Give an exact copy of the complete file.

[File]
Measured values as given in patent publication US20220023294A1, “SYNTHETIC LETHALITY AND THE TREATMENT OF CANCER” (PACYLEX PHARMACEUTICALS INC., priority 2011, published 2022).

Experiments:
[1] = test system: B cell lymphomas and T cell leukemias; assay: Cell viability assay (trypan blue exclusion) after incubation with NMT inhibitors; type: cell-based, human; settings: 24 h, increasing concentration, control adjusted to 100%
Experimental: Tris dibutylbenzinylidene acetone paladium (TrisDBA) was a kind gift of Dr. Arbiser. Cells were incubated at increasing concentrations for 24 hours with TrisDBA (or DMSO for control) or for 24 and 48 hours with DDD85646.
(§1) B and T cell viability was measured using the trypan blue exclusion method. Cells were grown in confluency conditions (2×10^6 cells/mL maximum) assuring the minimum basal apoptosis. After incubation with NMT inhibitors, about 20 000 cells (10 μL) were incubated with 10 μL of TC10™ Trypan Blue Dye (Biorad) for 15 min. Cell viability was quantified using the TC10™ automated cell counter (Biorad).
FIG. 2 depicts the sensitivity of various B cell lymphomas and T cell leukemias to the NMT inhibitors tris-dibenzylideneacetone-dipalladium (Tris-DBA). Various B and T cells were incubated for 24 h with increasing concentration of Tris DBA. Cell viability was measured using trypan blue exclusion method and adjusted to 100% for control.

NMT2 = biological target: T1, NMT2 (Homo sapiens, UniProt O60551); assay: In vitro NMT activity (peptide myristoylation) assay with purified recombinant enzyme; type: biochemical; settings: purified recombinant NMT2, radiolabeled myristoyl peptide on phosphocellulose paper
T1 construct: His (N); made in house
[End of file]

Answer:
Measured values as given in patent publication US20220023294A1, “SYNTHETIC LETHALITY AND THE TREATMENT OF CANCER” (PACYLEX PHARMACEUTICALS INC., priority 2011, published 2022).

Experiments:
[1] = test system: B cell lymphomas and T cell leukemias; assay: Cell viability assay (trypan blue exclusion) after incubation with NMT inhibitors; type: cell-based, human; settings: 24 h, increasing concentration, control adjusted to 100%
Experimental: Tris dibutylbenzinylidene acetone paladium (TrisDBA) was a kind gift of Dr. Arbiser. Cells were incubated at increasing concentrations for 24 hours with TrisDBA (or DMSO for control) or for 24 and 48 hours with DDD85646.
(§1) B and T cell viability was measured using the trypan blue exclusion method. Cells were grown in confluency conditions (2×10^6 cells/mL maximum) assuring the minimum basal apoptosis. After incubation with NMT inhibitors, about 20 000 cells (10 μL) were incubated with 10 μL of TC10™ Trypan Blue Dye (Biorad) for 15 min. Cell viability was quantified using the TC10™ automated cell counter (Biorad).
FIG. 2 depicts the sensitivity of various B cell lymphomas and T cell leukemias to the NMT inhibitors tris-dibenzylideneacetone-dipalladium (Tris-DBA). Various B and T cells were incubated for 24 h with increasing concentration of Tris DBA. Cell viability was measured using trypan blue exclusion method and adjusted to 100% for control.

NMT2 = biological target: T1, NMT2 (Homo sapiens, UniProt O60551); assay: In vitro NMT activity (peptide myristoylation) assay with purified recombinant enzyme; type: biochemical; settings: purified recombinant NMT2, radiolabeled myristoyl peptide on phosphocellulose paper
T1 construct: His (N); made in house